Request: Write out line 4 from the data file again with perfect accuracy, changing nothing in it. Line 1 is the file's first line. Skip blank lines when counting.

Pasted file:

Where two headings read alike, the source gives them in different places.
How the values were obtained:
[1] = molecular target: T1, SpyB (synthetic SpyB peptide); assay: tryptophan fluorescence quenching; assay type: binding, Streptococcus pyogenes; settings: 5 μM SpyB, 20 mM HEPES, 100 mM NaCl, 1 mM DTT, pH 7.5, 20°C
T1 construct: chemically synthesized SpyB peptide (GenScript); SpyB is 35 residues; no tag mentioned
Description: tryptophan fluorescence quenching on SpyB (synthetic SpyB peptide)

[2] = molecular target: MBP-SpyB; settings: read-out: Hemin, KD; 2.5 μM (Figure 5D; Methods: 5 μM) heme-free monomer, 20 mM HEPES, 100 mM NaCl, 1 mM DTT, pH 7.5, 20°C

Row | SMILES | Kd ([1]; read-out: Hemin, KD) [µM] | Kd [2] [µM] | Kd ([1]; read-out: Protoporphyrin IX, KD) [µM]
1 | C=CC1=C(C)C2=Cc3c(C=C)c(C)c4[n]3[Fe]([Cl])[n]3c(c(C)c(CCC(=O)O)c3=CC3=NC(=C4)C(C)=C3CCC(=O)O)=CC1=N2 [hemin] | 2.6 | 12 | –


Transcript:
T1 construct: chemically synthesized SpyB peptide (GenScript); SpyB is 35 residues; no tag mentioned